This 149-Year-Old Wisteria in Japan Looks like An Enchanted Waterfall That Never Hits the Ground

This 149-Year-Old Wisteria in Japan Looks like An Enchanted Waterfall That Never Hits the Ground

If you’re ever looking for a real-life depiction of “ageless beauty,” this Japanese wisteria might be all the wonders you’ll never need to see. One hundred and forty-nine years later and the climbing bines have continued to blossom every year from mid-April to mid-May, creating a scene so magically beautiful it could pass for an enchanted world. [1] It’s no wonder why it got featured in CNN’s “Dream Destinations 2014.” [2] Japan is home to a lot of beautiful and scenic locations that attract tourists from all over the world, but that year, the wisteria won the Ashikaga Flower Garden, the only Japanese spot on the list.

Stunning pink and purple blooms dangle from the aged vine trees and gently sway above people’s heads. Looking up, they appear to be colorful spears swiping across the sky. Wisteria is a genus of flowering plants made of woody climbing bines that are native to China, Korea, Japan, and the Eastern United States. Dating back to 1870, Ashikaga’s wisteria spreads out at approximately 1,990 square meters, covering about half an acre of the park’s grounds. However, at 4,000 square meters, the largest wisteria in the world is the massive vine in Sierra Madre, California, although it’s not as beautiful as Ashikaga’s.

Japan is globally known for landscapes deeply adorned with flowers, but these plants are a real showstopper. Wisteria plants can live as long as 1,200 years, therefore, all other factors being equal, Ashikaga’s has barely started its journey of life. The park usually holds a big event every year in mid-April to celebrate the arrival of the wisteria season, and they expect an annual average of 1.5 million visitors as they’ve recently recorded. 

While the wisteria plants are the reason the park is so famous, there are other flowery delights to be enjoyed in the garden. From roses and hydrangeas in June and more roses and intoxicating herbs in autumn, there’s never a moment when the garden isn’t bursting alive with colors and heavenly scents. Even winter comes with its own share of the floral magic.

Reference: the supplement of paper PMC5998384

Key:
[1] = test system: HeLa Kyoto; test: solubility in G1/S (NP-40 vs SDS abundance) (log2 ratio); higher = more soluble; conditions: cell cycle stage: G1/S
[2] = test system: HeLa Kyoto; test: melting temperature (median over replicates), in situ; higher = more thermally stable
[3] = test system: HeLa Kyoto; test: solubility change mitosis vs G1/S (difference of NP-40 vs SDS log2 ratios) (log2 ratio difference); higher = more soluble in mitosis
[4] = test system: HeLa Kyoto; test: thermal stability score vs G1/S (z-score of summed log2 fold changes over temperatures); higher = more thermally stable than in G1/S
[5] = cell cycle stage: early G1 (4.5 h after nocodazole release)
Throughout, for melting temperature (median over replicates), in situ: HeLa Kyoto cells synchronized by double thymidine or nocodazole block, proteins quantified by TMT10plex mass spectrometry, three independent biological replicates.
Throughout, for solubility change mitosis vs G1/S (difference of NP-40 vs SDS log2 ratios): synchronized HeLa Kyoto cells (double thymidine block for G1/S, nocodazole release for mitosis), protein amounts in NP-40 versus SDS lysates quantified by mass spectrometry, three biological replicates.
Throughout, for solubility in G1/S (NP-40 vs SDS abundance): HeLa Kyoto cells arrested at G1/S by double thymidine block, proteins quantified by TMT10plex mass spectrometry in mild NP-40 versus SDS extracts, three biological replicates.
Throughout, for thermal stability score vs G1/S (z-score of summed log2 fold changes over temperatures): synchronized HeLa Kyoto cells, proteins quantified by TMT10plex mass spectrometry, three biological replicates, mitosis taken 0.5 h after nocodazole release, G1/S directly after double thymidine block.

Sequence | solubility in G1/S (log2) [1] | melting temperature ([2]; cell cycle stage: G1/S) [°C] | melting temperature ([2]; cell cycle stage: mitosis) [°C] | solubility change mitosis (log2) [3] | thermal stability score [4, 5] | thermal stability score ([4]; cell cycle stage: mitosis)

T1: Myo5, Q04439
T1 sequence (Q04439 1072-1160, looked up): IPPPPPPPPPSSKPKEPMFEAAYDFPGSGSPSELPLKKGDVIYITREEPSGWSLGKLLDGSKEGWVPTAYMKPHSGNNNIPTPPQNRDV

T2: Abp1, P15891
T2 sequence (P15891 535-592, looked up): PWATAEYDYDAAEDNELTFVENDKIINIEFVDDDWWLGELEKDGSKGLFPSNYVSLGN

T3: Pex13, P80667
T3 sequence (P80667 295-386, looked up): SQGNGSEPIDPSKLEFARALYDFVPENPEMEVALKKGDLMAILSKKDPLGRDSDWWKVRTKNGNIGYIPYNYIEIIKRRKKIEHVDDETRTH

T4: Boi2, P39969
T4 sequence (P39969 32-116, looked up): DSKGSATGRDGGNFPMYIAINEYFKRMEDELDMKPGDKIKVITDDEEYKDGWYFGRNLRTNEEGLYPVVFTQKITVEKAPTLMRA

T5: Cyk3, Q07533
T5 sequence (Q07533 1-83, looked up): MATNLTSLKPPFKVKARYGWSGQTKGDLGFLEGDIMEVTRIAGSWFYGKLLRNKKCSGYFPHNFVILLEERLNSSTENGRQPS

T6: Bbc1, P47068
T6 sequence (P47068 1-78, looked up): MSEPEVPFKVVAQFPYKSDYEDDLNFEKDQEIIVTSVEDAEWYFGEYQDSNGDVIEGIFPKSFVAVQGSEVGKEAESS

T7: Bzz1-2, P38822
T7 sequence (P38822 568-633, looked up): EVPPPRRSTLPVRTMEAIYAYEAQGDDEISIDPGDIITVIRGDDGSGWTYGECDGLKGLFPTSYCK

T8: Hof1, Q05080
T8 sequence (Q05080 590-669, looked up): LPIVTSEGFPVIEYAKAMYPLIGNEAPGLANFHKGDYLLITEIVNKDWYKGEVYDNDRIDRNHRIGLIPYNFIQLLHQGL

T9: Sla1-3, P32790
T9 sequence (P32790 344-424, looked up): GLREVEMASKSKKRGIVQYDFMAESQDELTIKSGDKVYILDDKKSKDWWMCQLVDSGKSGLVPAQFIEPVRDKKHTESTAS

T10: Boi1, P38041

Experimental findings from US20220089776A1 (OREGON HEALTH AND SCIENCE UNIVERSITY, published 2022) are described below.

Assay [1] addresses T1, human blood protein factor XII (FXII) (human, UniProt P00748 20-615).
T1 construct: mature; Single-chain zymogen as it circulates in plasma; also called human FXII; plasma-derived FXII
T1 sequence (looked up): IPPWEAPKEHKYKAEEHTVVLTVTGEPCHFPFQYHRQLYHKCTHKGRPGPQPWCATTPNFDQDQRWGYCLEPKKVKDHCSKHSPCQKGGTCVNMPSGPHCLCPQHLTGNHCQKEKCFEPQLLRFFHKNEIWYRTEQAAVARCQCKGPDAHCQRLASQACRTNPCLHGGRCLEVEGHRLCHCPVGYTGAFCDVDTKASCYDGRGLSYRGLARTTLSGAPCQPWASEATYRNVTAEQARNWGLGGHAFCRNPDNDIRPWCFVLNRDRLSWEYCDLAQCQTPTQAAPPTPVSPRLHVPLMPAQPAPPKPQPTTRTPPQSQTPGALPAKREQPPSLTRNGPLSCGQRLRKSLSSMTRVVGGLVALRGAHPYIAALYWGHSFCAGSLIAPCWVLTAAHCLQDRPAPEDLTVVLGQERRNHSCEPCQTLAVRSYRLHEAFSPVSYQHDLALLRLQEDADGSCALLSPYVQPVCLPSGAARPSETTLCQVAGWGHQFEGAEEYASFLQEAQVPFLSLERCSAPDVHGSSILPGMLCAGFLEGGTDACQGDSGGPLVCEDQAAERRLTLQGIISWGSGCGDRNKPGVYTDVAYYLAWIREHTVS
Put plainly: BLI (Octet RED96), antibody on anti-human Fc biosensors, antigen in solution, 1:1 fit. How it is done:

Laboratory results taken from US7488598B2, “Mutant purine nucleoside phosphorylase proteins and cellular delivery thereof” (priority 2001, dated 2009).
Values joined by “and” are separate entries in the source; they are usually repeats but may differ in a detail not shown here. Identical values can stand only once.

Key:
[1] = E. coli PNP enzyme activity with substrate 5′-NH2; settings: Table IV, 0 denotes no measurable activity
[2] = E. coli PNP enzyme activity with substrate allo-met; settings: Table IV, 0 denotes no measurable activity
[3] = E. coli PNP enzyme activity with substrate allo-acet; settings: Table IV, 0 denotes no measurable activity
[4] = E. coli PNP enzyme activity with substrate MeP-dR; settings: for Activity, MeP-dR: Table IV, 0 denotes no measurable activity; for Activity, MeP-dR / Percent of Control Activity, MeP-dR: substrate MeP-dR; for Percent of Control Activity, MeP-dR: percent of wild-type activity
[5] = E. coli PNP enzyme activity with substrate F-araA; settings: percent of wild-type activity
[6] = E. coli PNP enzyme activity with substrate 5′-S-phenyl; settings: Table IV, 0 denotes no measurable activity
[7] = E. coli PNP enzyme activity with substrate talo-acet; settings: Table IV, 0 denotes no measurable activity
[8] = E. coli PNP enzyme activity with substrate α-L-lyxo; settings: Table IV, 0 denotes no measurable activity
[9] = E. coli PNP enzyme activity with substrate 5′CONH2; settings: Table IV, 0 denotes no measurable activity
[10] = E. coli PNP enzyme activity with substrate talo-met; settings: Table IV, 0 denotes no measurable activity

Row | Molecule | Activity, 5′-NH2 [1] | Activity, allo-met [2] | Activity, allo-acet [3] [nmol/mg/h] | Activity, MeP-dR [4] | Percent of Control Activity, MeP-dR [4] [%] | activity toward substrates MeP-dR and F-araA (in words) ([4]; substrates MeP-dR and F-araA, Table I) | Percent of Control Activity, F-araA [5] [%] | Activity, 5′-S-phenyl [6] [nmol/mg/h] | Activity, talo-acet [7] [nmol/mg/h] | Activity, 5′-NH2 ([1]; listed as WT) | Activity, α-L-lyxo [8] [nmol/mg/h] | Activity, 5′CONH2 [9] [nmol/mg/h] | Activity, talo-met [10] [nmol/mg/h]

Ashikaga has a total of 11 wisteria hotspots that bloom in an array of four colors, pink, purple, white, and yellow.

  1. Great Wisteria – the symbol of the Ashikaga park, made up of twin vines with cascading pink and purple beauties.
  2. The purple wisteria screen – one of the smallest trunks with an overhead screen of dangling purple petals.
  3. The white wisteria waterfall – where water meets a flower cascade and white magic is reflected.
  4. The Kibana wisteria tunnel – the only spot with yellow flowers and the latest bloomer.
  5. The wisteria dome – where the flowers grow around curved dome-shaped pillars.
  6. The yae-fuji – double-blossom flowers with a strong scent and grape-like shapes.
  7. The pale red arbor – where you can only look upwards at the standing vines.
  8. The pale red bridge – an overhead bridge-like construction of pillars with pale pink flowers tumbling down.
  9. The onaga-fuji – mirrored by tranquil waters to create the most dreamy lake highlighted by purple petals.
  10. The white wisteria tunnel – strongly fragrant and regarded as a national Japanese monument.
  11. The purple wisteria arbor – A thick upward-viewed ceiling of purple blooms. [3]

In late April, the pink wisteria would often be nearing the end of their bloom, while the purple and white would be right at their peak. May arrives with the bloom of the stunning yellow wisteria.

References

  1. ” “This 144-Year-Old Wisteria In Japan Looks Like A Pink Sky.Bored Panda. Lina D.
  2. Dream destinations for 2014.” CNN. Travel Staff. June 15, 2017.
  3. Ashikaga Flower Park: Breathtaking Wisteria Wonderland and a CNN Dream Destination (Video).Live Japan. May 23, 2019.
  4. Sierra Madre Wistaria Vine.” Atlas Obscura.
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